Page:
- Use the moulded scribe lines as a guide when drilling the pushrod exits, and ballast tube holes. They are pretty accurate.
I found it necessary to relieve just a little material from both the keel and the inside of the fuselage at the join. We're talking about very small amounts here. Be careful not to introduce a taper on the keel's flange. The keel needs to be a tight fit in the fus.
The keel is glued to the fus using cyano. ZAP CA is recommended. Whatever you use, make sure you fit the keel the right way up! This is an easy and very expensive mistake waiting to be made. No, I didn't make it, but my pulse rate went up when I realised I hadn't checked the orientation before gluing.
Wiring the wing
Easiest to rig if you use 9-pin D or 15-pin (preferred) VGA connectors between wing and fus. Some people glue the connectors in place, but there is very little spare depth in the fus so I just left my connectors floating.
I used ordinary extension leads for the aileron and flap servos. This is less neat than gluing connectors to the ribs either side of the panel break, but simpler to service and surely more reliable. I may go the high-tech route if the simple approach takes too long to rig.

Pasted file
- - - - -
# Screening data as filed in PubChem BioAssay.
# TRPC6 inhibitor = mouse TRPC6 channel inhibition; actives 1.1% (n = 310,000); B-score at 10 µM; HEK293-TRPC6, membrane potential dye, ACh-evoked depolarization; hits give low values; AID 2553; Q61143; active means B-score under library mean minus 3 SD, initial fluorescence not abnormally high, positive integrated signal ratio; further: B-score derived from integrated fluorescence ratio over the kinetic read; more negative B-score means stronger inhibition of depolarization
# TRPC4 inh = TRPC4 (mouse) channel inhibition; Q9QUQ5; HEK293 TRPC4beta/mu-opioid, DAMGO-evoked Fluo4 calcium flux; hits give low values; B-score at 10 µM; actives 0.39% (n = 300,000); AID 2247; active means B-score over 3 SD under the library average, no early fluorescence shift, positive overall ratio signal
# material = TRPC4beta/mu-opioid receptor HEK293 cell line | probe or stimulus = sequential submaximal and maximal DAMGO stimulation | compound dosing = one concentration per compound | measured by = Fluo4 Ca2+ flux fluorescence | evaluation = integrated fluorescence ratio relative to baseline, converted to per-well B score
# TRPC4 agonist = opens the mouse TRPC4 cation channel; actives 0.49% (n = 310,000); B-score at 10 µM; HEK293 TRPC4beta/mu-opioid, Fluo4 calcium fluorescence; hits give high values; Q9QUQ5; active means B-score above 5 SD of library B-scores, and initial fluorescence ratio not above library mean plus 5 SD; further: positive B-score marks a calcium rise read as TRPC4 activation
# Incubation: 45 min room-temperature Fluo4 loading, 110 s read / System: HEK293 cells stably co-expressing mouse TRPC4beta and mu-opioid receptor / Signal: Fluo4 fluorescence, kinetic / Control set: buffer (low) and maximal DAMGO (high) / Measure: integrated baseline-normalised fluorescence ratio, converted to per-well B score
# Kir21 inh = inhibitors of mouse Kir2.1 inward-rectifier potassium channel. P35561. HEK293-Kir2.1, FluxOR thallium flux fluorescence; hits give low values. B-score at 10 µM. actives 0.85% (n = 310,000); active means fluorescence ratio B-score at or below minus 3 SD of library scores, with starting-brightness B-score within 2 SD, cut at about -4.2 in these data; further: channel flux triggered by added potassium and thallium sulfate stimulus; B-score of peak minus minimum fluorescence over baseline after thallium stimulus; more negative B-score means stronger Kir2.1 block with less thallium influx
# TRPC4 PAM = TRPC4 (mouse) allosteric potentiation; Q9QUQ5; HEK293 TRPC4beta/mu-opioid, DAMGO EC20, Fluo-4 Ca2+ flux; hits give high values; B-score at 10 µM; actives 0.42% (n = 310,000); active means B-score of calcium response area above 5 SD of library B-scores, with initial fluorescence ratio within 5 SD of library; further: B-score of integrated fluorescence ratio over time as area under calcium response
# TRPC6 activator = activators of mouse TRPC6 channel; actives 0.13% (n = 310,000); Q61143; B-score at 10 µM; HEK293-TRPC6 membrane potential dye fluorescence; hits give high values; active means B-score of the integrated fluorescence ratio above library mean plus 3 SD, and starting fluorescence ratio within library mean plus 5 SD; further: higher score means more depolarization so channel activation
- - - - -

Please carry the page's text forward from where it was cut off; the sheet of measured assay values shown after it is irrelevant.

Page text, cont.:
There's a lot of wire floating around in the wing. Futaba should be OK as regards interference suppression - consult other users of your radio in case you need to take preventive measures.
Assembling the Towhook
The towhook is soldered to a sliding brass plate which is fixed to a plate in the fuselage bottom via a single 4mm bolt. Slackening the bolt allow the hook to slide fore and aft.
- The fuselage plate is made from epoxy glass sheet. The only sheet I had was in the form of circuit board with copper on one side, so I stripped the copper with a sharp knife. Time consuming, but it works.
- The most difficult part of the process is bending the steel rod to make the hook! Best if you have access to a heavy gauge wire bender.
- Use a shakeproof washer under the 4mm nut to prevent the sliding plate from sliding under load.
Substantial section carbon joiners are used to attach the tip panels to the centre section. They were just a tad too tight for my liking so were relieved using wet and dry, easily accomplished in a few minutes.
Flap and aileron linkages
I thought doing the linkages would be tricky in the restricted space, but it turned out to be easy.
- For ailerons, set the servo arms perpendicular to the direction of travel at neutral.
- With the flap servos, the arms can be raked forward a little.
- Adjust the quicklinks to get as accurate a neutral as you can. Only use the radio for fine tuning.
After setting up linkages, the servo covers can be trimmed. I found a pair of tin snips perfect for this.
Setting up the radio
Very easy to fly but not as fast as the Ellipse.
Since I started this review, Stuart Blanchard has started to produce a new model the Calypso "Cobra". Features a pylon-mounted two piece wing. Contact Stuart for details.
|T: 6.1 dm2
V: 7.5 dm2
|Weight||2500 - 3400 g|
|Loading||40 - 55g/dm2|